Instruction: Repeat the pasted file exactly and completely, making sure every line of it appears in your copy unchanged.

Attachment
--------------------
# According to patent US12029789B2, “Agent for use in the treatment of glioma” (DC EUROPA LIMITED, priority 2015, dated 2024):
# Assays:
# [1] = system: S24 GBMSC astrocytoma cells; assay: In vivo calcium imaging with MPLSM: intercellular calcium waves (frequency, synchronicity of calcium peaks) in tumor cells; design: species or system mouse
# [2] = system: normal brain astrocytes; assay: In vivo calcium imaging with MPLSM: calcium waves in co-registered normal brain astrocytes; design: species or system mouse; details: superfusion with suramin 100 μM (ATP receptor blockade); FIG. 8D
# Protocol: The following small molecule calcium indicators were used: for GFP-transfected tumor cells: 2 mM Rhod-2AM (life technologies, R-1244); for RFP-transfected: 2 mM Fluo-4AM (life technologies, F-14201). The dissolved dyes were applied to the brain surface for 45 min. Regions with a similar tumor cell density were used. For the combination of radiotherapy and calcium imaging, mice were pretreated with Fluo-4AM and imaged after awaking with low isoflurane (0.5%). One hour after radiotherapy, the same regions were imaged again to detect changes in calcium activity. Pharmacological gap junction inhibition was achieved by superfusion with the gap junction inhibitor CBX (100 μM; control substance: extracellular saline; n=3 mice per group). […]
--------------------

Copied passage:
# According to patent US12029789B2, “Agent for use in the treatment of glioma” (DC EUROPA LIMITED, priority 2015, dated 2024):
# Assays:
# [1] = system: S24 GBMSC astrocytoma cells; assay: In vivo calcium imaging with MPLSM: intercellular calcium waves (frequency, synchronicity of calcium peaks) in tumor cells; design: species or system mouse
# [2] = system: normal brain astrocytes; assay: In vivo calcium imaging with MPLSM: calcium waves in co-registered normal brain astrocytes; design: species or system mouse; details: superfusion with suramin 100 μM (ATP receptor blockade); FIG. 8D
# Protocol: The following small molecule calcium indicators were used: for GFP-transfected tumor cells: 2 mM Rhod-2AM (life technologies, R-1244); for RFP-transfected: 2 mM Fluo-4AM (life technologies, F-14201). The dissolved dyes were applied to the brain surface for 45 min. Regions with a similar tumor cell density were used. For the combination of radiotherapy and calcium imaging, mice were pretreated with Fluo-4AM and imaged after awaking with low isoflurane (0.5%). One hour after radiotherapy, the same regions were imaged again to detect changes in calcium activity. Pharmacological gap junction inhibition was achieved by superfusion with the gap junction inhibitor CBX (100 μM; control substance: extracellular saline; n=3 mice per group). […]